Smith added that the Scottsdale-based company stands by its safety statements and the recent sale.

In morning trading Friday on the Nasdaq Stock Market, Taser shares were down $3.94 to $23.68. They traded as high as $33.45 a share just last month.

Recent investigations by several newspapers have raised serious questions about the stun gun's safety record and about Taser's reports to shareholders.

Although Taser has repeatedly said its stun guns have never caused a death or serious injury, reports in The Arizona Republic have linked the stun gun to 11 deaths and to several injuries involving police officers.

"We feel very confident that the statements that we've made surrounding the safety of our products are supported with the safety studies," Smith said.

However, questions about safety have already caused some police departments around the country to back off purchases of Tasers.

Some medical experts believe Taser shocks may exacerbate a risk of heart failure in cases where people are agitated, under the influence of drugs or have underlying health problems. Human rights advocates want law enforcement to stop using Tasers until scientific evidence can show they don't kill.

Last week, a Scottsdale investment analyst raised questions about the sale of 1,000 new consumer stun guns and other products to the distributor Davidson's Inc. that Taser announced on Dec. 20.

"It's a deal that could maybe make a quarter," said Rob Miceli, analyst with the Scottsdale firm Gradient Analytics Inc. "Anytime we see something like that it bears further investigation."

Davidson's has done business with Taser since 1999 and company CEO Bryan Tucker said there was no pressure from Taser executives to complete the deal before Taser's quarter and year end.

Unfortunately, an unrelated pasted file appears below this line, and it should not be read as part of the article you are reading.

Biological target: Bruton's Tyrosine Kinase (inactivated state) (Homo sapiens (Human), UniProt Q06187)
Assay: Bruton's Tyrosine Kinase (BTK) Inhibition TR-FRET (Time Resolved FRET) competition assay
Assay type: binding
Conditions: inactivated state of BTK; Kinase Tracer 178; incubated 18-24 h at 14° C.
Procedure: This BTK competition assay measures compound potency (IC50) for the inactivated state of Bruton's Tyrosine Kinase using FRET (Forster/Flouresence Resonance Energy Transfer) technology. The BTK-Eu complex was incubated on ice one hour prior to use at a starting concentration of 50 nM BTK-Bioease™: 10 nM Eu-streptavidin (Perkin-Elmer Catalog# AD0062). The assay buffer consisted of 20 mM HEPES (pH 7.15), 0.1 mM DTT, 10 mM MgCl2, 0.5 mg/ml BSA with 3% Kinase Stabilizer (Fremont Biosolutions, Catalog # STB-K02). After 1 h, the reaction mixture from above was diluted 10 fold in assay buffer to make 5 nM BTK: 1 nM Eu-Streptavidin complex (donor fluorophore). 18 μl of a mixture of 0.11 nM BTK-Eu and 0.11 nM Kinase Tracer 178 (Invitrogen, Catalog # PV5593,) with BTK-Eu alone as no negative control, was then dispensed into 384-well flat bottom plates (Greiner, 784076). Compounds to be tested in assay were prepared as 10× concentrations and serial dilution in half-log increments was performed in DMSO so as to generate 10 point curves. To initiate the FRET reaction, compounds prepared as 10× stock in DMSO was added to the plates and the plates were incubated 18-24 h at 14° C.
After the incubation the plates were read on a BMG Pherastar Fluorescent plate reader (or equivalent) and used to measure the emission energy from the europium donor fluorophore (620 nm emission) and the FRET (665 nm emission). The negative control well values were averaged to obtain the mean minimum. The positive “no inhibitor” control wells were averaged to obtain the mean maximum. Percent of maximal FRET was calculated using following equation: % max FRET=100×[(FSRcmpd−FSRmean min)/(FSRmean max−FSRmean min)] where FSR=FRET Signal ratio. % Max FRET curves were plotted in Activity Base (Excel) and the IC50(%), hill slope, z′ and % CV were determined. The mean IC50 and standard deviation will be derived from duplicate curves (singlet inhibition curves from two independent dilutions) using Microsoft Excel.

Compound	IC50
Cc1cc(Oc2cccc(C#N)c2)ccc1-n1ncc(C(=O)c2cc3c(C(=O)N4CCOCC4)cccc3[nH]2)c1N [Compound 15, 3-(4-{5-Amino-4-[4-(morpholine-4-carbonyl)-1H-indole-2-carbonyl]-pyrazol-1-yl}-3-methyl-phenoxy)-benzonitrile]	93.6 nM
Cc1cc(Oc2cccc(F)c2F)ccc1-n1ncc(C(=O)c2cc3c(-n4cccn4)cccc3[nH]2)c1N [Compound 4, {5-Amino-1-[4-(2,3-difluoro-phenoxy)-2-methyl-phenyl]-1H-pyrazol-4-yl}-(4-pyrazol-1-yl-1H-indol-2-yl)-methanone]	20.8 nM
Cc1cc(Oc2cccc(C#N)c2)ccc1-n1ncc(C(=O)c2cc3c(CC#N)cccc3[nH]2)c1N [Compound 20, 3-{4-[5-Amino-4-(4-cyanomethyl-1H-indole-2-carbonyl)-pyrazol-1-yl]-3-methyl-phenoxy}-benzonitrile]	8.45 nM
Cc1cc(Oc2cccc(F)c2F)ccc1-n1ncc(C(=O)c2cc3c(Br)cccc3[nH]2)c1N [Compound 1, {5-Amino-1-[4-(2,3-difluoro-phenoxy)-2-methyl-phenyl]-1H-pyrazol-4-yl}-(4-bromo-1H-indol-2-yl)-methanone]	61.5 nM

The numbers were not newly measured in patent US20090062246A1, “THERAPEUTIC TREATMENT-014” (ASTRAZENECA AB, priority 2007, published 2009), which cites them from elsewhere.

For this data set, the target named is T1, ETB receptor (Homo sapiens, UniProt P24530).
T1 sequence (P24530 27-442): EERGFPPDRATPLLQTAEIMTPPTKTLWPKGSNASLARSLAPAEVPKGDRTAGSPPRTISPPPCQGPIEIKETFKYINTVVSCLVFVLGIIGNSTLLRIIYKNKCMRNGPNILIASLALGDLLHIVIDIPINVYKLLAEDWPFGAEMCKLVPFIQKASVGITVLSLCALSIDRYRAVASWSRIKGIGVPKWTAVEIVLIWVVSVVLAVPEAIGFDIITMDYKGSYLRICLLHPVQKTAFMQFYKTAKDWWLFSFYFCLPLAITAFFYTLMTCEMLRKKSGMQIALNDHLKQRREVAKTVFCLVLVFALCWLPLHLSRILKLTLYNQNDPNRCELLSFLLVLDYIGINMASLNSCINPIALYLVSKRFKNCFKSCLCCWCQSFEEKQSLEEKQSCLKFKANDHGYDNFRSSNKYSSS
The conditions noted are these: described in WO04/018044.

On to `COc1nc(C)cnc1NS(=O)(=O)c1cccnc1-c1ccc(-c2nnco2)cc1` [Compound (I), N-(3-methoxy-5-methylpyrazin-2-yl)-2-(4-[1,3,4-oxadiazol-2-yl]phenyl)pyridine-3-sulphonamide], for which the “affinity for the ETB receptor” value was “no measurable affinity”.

http://www.cbsnews.com/stories/2004/07/19/...ain630519.shtml




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Posted: Jan 9 2005, 04:23 AM
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Police officers to carry Tasers in schools

JACKSONVILLE, Fla., Jan. 7 (UPI) -- Police patrolling Jacksonville, Fla., middle and high schools will be armed with Taser stun guns in addition to their regular guns, batons and pepper spray.

The Duval County Sheriff's resource officer will be authorized to shock anyone including students if they resist arrest or demonstrate a threat, the Jacksonville Times-Union reported.

"It's just another tool," said Rick Lewis, director of personnel and professional standards in the sheriff's department.

The weapons fire electrified barbs that can shoot up to 21 feet and shock suspects with 50,000 volts of electricity.

Police say Tasers are one of the safest weapons to subdue a suspect and saves the lives of both suspects and police. Critics say, however, Tasers have resulted in the deaths of some suspects.

School officials said the announcement took them by surprise. School Board members Brenda Priestly Jackson and Kris Barnes said they opposed the plan.

"Can't a couple of adults take down a child?" Barnes asked.

http://interestalert.com/brand/siteia.shtm...er=Front%20Page




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Posted: Jan 9 2005, 04:24 AM
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Heart expert warns about using Tasers
SAN FRANCISCO
Sabin Russell, Chronicle Medical Writer
Wednesday, January 5, 2005

UCSF doctor says jolt can interrupt pumping of blood

When 50,000 volts of electricity from a Taser surge across the body, it can instantly incapacitate a person -- more safely than a blow from a police baton or a blast of pepper spray, its manufacturer contends.